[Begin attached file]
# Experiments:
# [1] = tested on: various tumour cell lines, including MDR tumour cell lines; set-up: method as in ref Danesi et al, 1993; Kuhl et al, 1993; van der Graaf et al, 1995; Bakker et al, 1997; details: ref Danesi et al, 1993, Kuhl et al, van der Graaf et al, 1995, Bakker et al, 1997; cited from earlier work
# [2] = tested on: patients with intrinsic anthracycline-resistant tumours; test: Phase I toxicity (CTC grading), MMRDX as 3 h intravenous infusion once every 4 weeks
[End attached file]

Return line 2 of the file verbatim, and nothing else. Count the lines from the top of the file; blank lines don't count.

# [1] = tested on: various tumour cell lines, including MDR tumour cell lines; set-up: method as in ref Danesi et al, 1993; Kuhl et al, 1993; van der Graaf et al, 1995; Bakker et al, 1997; details: ref Danesi et al, 1993, Kuhl et al, van der Graaf et al, 1995, Bakker et al, 1997; cited from earlier work